Typically when I teach William Carlos Williams’s sequence of improvisations Kora in Hell, we spend a lot of time on the name in the title: Kora, or Persephone, the mythological figure Williams takes up as a kind of avatar for his own struggle to break free of “the traditionalists of plagiarism” and come up to the surface of the new. As he says in I Wanted to Write a Poem: “I am indebted to Pound for the title. We had talked about Kora, the Greek parallel of Persephone, the legend of Springtime captured and taken to Hades.
I've read Susan Schultz' Dementia Blog - the ongoing blog project and also a book published under the same title (excerpts from the blog). The blog is the diary of a daughter who cares for her mother as the parent's memory quickly fades, one crisis and change after another, in the usual sad and disorienting progression. But "progression"? Or "regression"? That, in short, is the key question. What is it that we call this human anti-narrativity? How do we describe it? Blogs, written in order, happen to feed to the browser last entry first, and so we read a blog, as it were, from last page to first page. Books conventionally turn this around. The reversal revealed itself to Susan as she wrote. Her primary response (to her mother's changing identity) yields to a secondary response (what is the apt mode for telling others of this) and then the primary/secondary distinction dissolves. To witness is to adjust. The illness becomes the medium.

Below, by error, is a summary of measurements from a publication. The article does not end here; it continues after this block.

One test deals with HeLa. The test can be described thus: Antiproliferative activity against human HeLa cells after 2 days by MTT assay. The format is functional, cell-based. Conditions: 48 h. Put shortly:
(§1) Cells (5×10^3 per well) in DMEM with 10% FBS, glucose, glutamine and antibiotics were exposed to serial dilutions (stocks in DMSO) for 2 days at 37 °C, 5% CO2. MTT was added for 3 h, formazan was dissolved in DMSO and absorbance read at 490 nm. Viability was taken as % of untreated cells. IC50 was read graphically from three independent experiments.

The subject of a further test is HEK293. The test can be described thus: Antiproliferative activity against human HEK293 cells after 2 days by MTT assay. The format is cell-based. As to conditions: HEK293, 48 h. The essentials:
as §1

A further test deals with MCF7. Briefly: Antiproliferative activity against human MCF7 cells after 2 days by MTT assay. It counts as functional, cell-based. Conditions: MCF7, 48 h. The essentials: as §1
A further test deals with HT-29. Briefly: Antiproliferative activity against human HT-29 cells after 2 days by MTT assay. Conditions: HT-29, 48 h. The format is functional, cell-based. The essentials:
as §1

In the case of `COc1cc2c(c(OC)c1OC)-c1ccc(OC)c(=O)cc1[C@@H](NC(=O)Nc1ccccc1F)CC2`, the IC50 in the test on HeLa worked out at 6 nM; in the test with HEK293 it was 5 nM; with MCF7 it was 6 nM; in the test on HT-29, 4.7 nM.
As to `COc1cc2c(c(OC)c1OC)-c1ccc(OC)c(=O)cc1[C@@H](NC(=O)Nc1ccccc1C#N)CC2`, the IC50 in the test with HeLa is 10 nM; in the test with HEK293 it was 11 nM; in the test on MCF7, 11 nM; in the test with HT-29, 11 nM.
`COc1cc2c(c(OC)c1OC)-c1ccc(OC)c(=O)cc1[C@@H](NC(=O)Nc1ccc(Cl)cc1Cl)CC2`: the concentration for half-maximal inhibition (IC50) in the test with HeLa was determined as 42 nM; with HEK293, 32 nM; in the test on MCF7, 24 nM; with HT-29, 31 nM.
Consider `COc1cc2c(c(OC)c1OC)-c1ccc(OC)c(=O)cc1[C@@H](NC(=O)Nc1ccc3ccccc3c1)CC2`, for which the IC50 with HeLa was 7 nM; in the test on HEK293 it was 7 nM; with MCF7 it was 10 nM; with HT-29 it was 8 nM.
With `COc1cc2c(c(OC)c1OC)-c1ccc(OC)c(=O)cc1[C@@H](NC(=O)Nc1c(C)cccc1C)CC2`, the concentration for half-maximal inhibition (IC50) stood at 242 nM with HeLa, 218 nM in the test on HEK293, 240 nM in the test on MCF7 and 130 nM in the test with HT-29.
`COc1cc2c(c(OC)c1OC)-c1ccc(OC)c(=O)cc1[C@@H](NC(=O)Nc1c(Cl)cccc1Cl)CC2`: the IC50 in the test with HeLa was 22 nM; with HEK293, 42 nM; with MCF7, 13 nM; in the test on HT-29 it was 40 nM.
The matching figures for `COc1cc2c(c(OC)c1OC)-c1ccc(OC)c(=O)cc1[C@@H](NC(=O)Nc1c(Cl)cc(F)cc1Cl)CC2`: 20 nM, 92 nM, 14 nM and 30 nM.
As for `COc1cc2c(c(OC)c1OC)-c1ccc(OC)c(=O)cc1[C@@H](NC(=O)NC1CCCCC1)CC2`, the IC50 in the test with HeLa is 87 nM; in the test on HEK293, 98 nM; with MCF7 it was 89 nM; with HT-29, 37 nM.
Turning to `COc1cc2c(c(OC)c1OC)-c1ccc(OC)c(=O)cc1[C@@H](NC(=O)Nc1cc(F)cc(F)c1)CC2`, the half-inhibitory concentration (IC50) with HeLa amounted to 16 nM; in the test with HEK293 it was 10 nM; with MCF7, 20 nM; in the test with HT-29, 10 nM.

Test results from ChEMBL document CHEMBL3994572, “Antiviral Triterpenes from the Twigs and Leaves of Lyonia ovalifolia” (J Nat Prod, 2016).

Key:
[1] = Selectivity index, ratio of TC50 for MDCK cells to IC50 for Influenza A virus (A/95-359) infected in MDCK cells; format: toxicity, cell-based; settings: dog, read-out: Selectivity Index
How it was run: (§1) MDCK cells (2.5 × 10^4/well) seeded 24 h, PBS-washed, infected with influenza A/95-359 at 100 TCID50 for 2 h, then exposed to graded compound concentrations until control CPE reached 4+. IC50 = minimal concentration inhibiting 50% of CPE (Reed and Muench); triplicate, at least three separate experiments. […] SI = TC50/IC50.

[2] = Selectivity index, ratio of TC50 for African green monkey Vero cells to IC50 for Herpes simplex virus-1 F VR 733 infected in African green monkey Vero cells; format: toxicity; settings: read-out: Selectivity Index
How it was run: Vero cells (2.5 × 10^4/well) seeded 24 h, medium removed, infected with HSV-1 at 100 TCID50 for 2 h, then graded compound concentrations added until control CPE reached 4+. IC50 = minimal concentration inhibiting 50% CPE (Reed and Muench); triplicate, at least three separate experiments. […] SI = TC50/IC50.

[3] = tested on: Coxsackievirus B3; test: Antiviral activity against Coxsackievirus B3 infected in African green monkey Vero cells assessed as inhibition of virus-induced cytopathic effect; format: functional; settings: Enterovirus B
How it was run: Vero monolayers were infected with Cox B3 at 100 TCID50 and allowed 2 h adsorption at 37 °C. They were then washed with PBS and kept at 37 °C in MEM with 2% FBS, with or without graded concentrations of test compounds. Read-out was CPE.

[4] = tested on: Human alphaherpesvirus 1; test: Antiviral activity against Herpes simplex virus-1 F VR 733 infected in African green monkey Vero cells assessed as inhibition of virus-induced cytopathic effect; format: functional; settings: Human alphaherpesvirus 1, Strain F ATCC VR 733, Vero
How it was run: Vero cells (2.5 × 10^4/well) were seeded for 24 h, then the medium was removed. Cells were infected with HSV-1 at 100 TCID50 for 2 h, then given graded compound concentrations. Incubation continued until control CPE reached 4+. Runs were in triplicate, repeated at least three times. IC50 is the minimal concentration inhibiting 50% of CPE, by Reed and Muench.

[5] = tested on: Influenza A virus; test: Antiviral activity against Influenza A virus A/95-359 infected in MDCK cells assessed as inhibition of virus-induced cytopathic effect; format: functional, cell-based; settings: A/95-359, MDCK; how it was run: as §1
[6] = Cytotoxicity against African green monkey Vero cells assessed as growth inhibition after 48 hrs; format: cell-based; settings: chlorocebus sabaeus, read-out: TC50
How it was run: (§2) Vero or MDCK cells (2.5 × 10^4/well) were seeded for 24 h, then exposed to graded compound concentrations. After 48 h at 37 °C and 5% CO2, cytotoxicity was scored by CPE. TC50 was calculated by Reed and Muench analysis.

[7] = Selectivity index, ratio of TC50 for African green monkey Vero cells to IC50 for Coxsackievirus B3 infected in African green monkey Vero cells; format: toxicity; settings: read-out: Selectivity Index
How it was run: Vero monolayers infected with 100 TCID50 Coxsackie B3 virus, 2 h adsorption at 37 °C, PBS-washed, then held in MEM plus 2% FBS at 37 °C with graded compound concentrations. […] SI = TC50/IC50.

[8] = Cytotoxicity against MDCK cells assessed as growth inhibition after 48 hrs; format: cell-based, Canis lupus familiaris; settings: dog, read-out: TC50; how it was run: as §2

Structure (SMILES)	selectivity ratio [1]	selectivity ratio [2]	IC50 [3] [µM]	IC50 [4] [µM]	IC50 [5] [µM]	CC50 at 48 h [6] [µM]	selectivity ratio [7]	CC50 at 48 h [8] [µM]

When the gospel garage-rock we had so tolerantly been appreciating came to an abrupt end, Lon Solomon's face appeared like the Wizard of Oz on shining silver screens. A shiver ran down my spine and kept running as his dark mouth opened wide around words like "trustworthiness" and "veracity".
I've created what's called a "gadget" which you can add to your personalized Google page (called "iGoogle"). If you already have a personalized Google page, just click on this link and you'll now see "your daily Al" every time you go to Google.